So far, 91 people have weighed in with their opinions about the cold cap story that went live on MSNBC Monday. The story led with the clinical trial in which I’m participating, the one that uses a supercooled cap to help me keep my hair during chemotherapy. The comments following the MSNBC story fall into a few categories:
1) This story reminds me of a personal experience that was a) good or b) bad. If a), I’m thrilled; and if b), I’m upset about the idea that a cold cap can preserve hair during chemotherapy.
2) I had chemotherapy and I lost my hair and it was fine. Buy a wig. Wear a scarf.
3) It’s stupid to try to save your hair if you risk a future recurrence of the cancer. Is saving your hair worth losing your life? Can’t cooling your scalp increase the risk of a brain metastases?
4) This is totally great. I would love to try the cold cap for myself/my sister/my mother/my friend. Hurry up, FDA.
I won’t try to address the first group. Over the years, I’ve learned that it’s fairly futile to argue with someone who has a passionate opinion based on personal experience.
As for the joys of wigs and scarrves, I’m happy if that works for some women. For all breast cancer patients, this is an experience that turns you into a warrior. I know and respect several women for whom losing their hair was a turning point that made them stand up and roar in determination. I applaud them. But I know many other women for whom the hair loss is a devastating blow. Breast cancer takes so much from you, It trashes the sense of invincibility that helps us move through our lives. It hampers your ability to make a living as you once did. It can take one or both of your breasts. It can take your ability to have children. It messes with your sense of yourself as a woman. It complicates your sexuality. After all this, many women feel, losing hair is just the final straw. I am one of this latter group.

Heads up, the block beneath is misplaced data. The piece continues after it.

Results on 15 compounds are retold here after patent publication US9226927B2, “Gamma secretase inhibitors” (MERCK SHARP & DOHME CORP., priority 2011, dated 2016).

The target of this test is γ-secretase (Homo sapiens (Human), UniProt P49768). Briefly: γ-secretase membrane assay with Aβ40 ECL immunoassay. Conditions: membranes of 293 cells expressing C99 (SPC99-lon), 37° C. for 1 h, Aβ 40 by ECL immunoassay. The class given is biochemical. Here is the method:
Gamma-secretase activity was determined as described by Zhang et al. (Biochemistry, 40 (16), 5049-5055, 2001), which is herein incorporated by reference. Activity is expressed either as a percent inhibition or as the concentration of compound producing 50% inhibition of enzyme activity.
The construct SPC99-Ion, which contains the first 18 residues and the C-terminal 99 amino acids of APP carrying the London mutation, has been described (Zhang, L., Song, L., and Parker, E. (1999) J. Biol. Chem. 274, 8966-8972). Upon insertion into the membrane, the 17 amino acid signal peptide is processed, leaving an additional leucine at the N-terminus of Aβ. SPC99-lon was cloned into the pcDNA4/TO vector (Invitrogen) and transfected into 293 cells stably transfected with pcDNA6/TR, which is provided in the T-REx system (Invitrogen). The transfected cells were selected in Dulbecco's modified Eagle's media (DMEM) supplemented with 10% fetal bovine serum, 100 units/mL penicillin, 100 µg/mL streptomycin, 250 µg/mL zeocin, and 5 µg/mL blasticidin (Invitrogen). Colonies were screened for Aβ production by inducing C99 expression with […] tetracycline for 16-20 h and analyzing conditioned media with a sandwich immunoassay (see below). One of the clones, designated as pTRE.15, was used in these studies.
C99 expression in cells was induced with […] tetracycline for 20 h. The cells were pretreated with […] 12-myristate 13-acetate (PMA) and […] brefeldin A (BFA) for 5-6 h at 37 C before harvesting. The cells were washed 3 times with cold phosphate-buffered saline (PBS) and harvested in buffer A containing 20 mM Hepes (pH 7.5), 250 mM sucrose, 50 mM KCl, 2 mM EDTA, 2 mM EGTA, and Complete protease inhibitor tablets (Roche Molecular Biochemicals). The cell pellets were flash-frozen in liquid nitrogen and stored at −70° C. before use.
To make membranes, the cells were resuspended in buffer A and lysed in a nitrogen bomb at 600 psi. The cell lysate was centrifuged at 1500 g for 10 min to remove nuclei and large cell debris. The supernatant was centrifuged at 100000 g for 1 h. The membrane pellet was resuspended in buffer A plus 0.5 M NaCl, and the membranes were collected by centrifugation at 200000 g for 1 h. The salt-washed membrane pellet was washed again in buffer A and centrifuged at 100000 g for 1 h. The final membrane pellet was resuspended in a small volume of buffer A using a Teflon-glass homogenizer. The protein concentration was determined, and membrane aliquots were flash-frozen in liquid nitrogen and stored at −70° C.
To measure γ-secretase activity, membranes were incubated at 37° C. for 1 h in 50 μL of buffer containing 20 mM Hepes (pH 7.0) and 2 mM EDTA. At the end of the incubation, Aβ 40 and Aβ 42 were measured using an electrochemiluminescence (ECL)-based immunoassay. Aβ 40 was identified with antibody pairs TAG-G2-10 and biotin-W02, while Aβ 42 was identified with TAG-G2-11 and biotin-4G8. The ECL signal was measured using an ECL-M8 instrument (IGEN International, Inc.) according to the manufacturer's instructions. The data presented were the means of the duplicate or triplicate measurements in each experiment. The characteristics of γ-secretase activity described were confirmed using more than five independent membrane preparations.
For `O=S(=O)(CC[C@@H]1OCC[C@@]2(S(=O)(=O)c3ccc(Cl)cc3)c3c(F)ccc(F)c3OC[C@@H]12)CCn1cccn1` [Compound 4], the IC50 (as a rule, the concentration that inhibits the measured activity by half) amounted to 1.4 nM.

Hair is not trivial. It is central to one’s appearance. This is not vanity; it is just reality. If you see a bald woman on the street, you do a double take. You’re lying if you say you don’t. Why lose your hair if you don’t have to do so? Why add the extra stress of that “badge of cancer” that so freaks the man on the street? If I had had to lose my locks, I would have dealt with it. I really would have liked to try henna designs on my scalp. But I’m tremendously glad that I can save the henna for another day.
But what about the risks? Some commenters mentioned the possibility of brain metastases. To them, I would point out that the blood/brain barrier is not in your scalp. The cancer cells need to get through the blood/brain barrier to set up shop in your brain. The cold cap does not supercool your whole head – what a terrifying thought – it just cools your scalp.
There’s a history to this fear of brain cancers: One of the first chemotherapy studies, beautifully described in Siddhartha Mukherjee’s book, The Emperor of All Maladies, was done on leukemia patients. They all went into remission for several months, only to relapse with devastating and mostly fatal brain cancers. But this was more than 40 years ago! It was before combination chemotherapy, using several drugs to fight the cancer, was standard. It was before advanced imaging technologies made it possible to monitor patients and identify cancers at a very early stage.
The most common metastasis in breast cancer is breast to bone. Breast to scalp metastasis is incredibly rare, according to my oncologist Dr. Hope Rugo, who is a world-renowned researcher and clinician. And they’re going to watch those of us in this trial. And I assume that doctors carefully watch the scalps of women who use the Penguin Cap, the dry ice system that is already available for women who are willing to pay for it.
So I throw in my lot with the last group of commenters: The DigniCap is what Martha Stewart would call a “good thing” I’m writing this with my hair tied up in a bandana. It’s good to have it there, not because I’m too vain to live without it but because it’s nice to have one shred of normality as I face another chemotherapy infusion next week.
Come on FDA. Please allow a larger trial so that this system which has been used for years overseas can be available in the United States.